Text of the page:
Inside Best Buy's Bold Move to Attract Customers
Apr 4th 2013 5:45PM
Updated Apr 4th 2013 5:52PM
Best Buy's new partnership with Samsung Electronics is yet another attempt by the big box retailer to attract customers to its stores. Under the arrangement, Best Buy will open up space inside its U.S. stores for Samsung to set up shop. The Samsung-branded stores will hit Best Buy locations as soon as next month, with plans to open 1,400 mini-stores by the end of June.
Shares of Best Buy climbed 12% on the news, continuing an impressive run for the stock so far this year. However, I think the market is overly optimistic about what this means for the struggling retailer.
Same story, new face
This isn't a new strategy for Best Buy. The store-within-a-store concept is something that Best Buy has been experimenting with since 2011, when the company cut a deal with Apple to open Apple mini-stores inside select Best Buy locations. Unfortunately, even one of the strongest brands in the world wasn't enough to spare Best Buy from declining revenue and sliding same-store sales figures.
Why would Samsung's entrance be any different for Best Buy? While the so-called "Samsung Experience Shops" should help pull more customers through Best Buy's doors, it's not likely to have a significant impact on the retailer's broader turnaround efforts.
The real winner, in fact, is Samsung. The company's mobile devices propelled Samsung to become the world's biggest smartphone seller. However, Apple's iPhone devices still rein supreme in the U.S. market. This could change thanks to Samsung's new deal with Best Buy. To be sure, Samsung plans to roll out 1,400 shop-in-shop destinations this year, whereas Apple currently has only 740 mini-stores within select Best Buy locations.
Importantly, Samsung's mini-stores are not only bigger than Apple's small format stores, but also allow customers to skip the main checkout lines, and instead, pay at Samsung specific checkouts. Similar to Apple's Best Buy stores, Samsung's mini-stores will display its smartphones, tablets, laptops, and televisions in a designated area within Best Buy that's staffed by Samsung product specialists.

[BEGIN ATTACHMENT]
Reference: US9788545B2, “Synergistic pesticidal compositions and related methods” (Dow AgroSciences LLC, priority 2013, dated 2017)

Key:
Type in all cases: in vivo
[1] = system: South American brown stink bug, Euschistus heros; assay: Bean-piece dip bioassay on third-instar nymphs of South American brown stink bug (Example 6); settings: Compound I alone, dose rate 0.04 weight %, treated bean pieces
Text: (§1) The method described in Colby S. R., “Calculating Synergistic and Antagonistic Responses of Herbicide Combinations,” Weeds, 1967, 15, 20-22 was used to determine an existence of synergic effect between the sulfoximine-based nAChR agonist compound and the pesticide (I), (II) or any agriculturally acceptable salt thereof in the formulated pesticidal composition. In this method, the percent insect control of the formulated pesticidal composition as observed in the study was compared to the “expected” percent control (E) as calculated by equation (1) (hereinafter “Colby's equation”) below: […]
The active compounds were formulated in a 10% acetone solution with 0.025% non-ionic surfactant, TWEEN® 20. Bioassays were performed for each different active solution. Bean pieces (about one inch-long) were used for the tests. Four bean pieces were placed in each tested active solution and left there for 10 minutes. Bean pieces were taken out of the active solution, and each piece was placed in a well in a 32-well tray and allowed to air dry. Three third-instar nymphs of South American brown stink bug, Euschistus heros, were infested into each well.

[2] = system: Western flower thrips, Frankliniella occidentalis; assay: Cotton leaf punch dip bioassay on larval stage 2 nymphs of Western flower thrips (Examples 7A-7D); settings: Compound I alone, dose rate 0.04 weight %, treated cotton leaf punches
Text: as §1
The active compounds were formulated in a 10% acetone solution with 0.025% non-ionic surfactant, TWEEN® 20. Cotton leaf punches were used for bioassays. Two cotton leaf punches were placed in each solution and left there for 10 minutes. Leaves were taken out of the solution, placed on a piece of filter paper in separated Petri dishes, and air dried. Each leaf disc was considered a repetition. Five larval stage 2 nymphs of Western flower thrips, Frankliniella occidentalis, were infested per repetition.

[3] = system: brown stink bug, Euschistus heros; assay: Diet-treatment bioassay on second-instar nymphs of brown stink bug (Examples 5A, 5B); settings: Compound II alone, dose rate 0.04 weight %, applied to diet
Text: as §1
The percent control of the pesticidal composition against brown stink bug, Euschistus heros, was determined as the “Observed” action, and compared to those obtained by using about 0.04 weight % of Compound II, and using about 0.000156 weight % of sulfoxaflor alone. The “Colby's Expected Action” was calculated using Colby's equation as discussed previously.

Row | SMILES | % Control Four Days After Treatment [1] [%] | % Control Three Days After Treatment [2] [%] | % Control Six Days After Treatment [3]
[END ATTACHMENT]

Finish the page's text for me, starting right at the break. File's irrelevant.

Devil in the details
For Samsung, this partnership is a big deal. Ultimately, it gives the Galaxy device maker an instant presence in the U.S. retail market, where it had none before. For Best Buy, on the other hand, it's a small step in the right direction, although many challenges remain ahead.
While Best Buy said its current profit margins on Samsung products would remain unchanged, neither company would divulge the specific financial terms of the deal. Best Buy has a lot riding on this arrangement with Samsung, as the big box retailer continues to lose customers to the convenience of online shopping.
The brick-and-mortar versus e-commerce battle wages on, with Best Buy caught in the middle. After what might have been its most tumultuous year in history, there are now even more unanswered questions about the future for the big-box electronics retailer. How will new leadership perform? Will old leadership take the company private? Will a smaller store format work out for both the company and its brave investors? Should you be one such brave investor? To help answer all these questions, The Motley Fool has released a new premium research report detailing the opportunities -- and the risks -- in store for Best Buy. Simply click here now to claim your comprehensive report today.
The article Inside Best Buy's Bold Move to Attract Customers originally appeared on Fool.com.Fool contributor Tamara Rutter owns shares of Apple. The Motley Fool recommends Apple. The Motley Fool owns shares of Apple. Try any of our Foolish newsletter services free for 30 days. We Fools may not all hold the same opinions, but we all believe that considering a diverse range of insights makes us better investors. The Motley Fool has a disclosure policy.
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